Recently elected Democrats have clamored for changes in Senate rules as Obama has faced Republican resistance to his nominations.
Two Cabinet-rank choices—Tom Perez as labor secretary and Gina McCarthy to head the Environmental Protection Agency—could be approved by the Senate this month after a loud debate over administration policies.
The GOP also has challenged Obama's three judicial nominees to the U.S. Court of Appeals for the District of Columbia Circuit as they've tried to eliminate the vacancies. The Senate scheduled a vote late Monday on a less contentious nomination—Gregory Phillips to serve as U.S. circuit judge for the 10th Circuit.
Reid had served notice in April that the Democratic majority could change the Senate rules on "any given day" and that he was willing to do so if necessary.
In the GOP-controlled House, courteous behavior, even within the majority ranks, has barely been perceptible with the ignominious failure of the farm bill. Some collaboration will be necessary if the House is to move ahead on immigration legislation this month.
Conservatives from safe, gerrymandered House districts have rebuffed appeals from some national Republicans who argue that embracing immigration overhaul will boost the party's political standing with an increasingly diverse electorate, especially in the 2016 presidential election. Those conservatives strongly oppose any legislation offering citizenship to immigrants living here illegally.
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Reflecting the will of the rank and file, House Speaker John Boehner of Ohio and other Republicans have said the comprehensive Senate immigration bill that couples the promise of citizenship for those living here unlawfully with increased border security is a nonstarter in the House.
Opening the Senate session on Monday, Reid urged the House to consider the Senate bill—a highly unlikely step.
"Now it's our duty to convince our colleagues in the House, yes, they should vote with us," he said. "Bipartisan immigration reform that includes a pathway to citizenship makes economic and political sense."
House Republicans were assessing the views of their constituents during the weeklong July 4th break and planned to discuss their next steps at a private meeting Wednesday.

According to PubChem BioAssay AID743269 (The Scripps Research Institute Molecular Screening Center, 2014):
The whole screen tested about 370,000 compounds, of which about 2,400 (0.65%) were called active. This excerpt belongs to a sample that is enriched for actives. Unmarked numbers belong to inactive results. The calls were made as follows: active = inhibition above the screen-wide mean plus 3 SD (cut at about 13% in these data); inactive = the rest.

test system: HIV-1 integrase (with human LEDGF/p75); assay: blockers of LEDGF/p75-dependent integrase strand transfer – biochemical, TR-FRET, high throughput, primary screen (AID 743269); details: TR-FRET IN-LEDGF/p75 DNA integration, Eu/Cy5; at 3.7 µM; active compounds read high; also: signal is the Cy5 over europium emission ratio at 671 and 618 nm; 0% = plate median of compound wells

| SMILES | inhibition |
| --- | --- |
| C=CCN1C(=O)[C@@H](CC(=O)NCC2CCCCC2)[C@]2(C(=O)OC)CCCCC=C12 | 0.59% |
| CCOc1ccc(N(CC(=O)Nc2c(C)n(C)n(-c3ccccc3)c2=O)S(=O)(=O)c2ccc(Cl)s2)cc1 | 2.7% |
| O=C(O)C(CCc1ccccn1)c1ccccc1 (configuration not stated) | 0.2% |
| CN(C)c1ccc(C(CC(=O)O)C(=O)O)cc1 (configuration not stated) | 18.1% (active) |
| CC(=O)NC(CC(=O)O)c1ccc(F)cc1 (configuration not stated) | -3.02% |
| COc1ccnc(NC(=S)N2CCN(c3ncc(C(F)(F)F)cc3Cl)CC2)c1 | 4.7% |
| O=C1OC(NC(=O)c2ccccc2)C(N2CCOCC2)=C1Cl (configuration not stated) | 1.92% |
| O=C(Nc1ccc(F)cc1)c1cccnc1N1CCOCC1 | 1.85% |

Rep. Michael McCaul, R-Texas, chairman of the House Homeland Security Committee, said Republicans would be hashing out "two key hot spots" in the meeting: the pathway to citizenship and health care.
"We need to be the party of solutions and not always obstructing, and so I think there's an effort here that we ... need to fix this immigration system," McCaul said Sunday on CBS' "Face the Nation." He predicted that the full House could take up immigration as early as this month, and that representatives from both chambers could be working to resolve differences in their versions late this year or early next.
The House Judiciary Committee has adopted a piecemeal approach, approving a series of bills, none with a path to citizenship that Obama and Democrats are seeking. Democrats hope the single-issue bills get them to a conference with the Senate, where the prospects for a far-reaching overhaul improve.
"I think what you're finding is that there will be a compromise, a smart compromise," Rep. Xavier Becerra, D-Calif., said Sunday, also on CBS. "You have to be smart. You have to be tough. But you have to be fair. And if you can do that, you'll have a full fix."
A more pressing concern for some lawmakers was the fate of the five-year, $500 billion farm bill.
In a surprise last month, the House rejected the bill as 62 Republicans voted no after Boehner had urged support for the measure.
House conservatives wanted cuts deeper than $2 billion annually, or about 3 percent, in the almost $80 billion-a-year food stamp program; Democrats were furious with a last-minute amendment that would have added more work requirements to food stamps, now called the Supplemental Nutrition Assistance Program.
Reid has made it clear that an extension of the current farm law, passed in 2008, is unlikely as he presses the House to pass the Senate version of the bill. That leaves Boehner to figure out the next step before the current policy expires Sept. 30.
Some conservatives are pushing the speaker to split the bill in half and bring up separate bills—one dealing with farm programs and one that would set policy for food stamps.